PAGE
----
Consider a trap message according to the Simple Network Management Protocol (SNMP). The format of an SNMP trap message is described in RFC 1157 (“A Simple Network Management Protocol (SNMP),” by J. Case et al., May 1990). The message includes a top-level message and a protocol data unit (PDU). The top-level message has the following format:
In one embodiment, the structure description 220 of the SNMP trap message is:
The SNMP trap message represented by the above structure description 220 has the following characteristics: a version value of 0, a community value of public, an enterprise-id value of 220.127.116.11.4.1.31337.0, an agent-addr value of 127.0.0.1, a generic-trap value of 0, a specific-trap value of 0, a timestamp value of 0, a binding of the “name” variable to 18.104.22.168.22.214.171.124.0, and a binding of the “value” variable to 0x21.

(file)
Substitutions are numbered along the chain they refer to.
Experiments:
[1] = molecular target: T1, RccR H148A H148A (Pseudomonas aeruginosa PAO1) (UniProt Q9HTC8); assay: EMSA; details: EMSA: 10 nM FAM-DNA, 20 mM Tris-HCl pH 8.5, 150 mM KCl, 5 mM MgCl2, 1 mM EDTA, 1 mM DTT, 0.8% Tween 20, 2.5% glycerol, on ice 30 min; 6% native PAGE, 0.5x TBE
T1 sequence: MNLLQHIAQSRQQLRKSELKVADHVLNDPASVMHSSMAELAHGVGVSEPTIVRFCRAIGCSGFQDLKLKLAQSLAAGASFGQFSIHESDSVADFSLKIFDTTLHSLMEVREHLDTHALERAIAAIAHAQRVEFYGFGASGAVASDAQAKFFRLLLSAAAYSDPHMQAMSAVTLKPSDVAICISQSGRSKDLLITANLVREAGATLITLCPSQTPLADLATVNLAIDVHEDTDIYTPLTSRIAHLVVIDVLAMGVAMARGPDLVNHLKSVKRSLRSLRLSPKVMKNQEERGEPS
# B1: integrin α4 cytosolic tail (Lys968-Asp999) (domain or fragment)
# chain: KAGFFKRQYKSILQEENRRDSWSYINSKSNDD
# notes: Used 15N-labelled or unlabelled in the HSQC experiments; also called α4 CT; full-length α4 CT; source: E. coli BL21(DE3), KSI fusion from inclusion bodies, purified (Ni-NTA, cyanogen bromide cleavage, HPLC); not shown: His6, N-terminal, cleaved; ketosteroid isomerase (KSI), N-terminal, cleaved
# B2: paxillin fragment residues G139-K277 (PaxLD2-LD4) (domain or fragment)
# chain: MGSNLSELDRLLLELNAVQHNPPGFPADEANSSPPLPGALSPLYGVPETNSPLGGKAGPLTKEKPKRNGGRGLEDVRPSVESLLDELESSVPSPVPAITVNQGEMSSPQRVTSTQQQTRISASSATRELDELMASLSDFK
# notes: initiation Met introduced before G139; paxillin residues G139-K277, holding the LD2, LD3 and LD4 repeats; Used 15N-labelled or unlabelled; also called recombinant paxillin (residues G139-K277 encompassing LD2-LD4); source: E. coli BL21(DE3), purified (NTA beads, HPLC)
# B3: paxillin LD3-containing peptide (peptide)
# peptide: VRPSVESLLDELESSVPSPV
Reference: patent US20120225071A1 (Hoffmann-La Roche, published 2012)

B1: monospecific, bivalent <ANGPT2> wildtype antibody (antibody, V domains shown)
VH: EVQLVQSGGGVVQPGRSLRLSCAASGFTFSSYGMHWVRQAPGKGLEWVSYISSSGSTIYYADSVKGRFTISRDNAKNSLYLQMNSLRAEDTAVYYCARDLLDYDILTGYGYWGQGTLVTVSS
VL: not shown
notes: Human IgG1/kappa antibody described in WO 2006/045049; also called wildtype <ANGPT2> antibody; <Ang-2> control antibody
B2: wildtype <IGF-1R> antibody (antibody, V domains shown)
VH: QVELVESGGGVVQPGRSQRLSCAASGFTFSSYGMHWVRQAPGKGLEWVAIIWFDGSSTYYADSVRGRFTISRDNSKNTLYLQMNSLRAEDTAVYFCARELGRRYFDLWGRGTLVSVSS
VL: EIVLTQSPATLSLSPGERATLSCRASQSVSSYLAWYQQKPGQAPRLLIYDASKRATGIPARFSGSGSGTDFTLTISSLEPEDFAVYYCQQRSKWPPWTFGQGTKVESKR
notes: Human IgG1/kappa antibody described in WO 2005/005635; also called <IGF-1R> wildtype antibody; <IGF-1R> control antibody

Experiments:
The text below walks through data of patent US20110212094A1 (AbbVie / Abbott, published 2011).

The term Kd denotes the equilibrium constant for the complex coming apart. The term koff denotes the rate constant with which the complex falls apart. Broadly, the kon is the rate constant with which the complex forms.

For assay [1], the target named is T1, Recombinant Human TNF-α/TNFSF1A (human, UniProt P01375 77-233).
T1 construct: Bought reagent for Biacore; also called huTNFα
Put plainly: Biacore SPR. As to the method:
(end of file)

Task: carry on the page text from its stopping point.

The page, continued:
Note that the structure description 220 above includes different data types (asn.sequence, asn.integer, asn.string.octet, asn.tag, etc.). The mutation system 210 includes instructions for mutating each data type. For example, if the mutation system 210 receives a structure description 220 that includes the asn.integer data type, it can determine how to mutate that portion of the corresponding message. Appendix A contains exemplary data types.
SNMP version 2 is described in RFC 2578 (“Structure of Management Information Version 2 (SMIv2),” by K. McCloghrie et al., April 1999).
Recall that, in one embodiment, the structure recognition system 200 identifies the structure of a message heuristically using a grammar-building algorithm. Various heuristics can be used, including delimiters, protocol extensions, sliding windows, sequence alignment, and the Sequitur algorithm.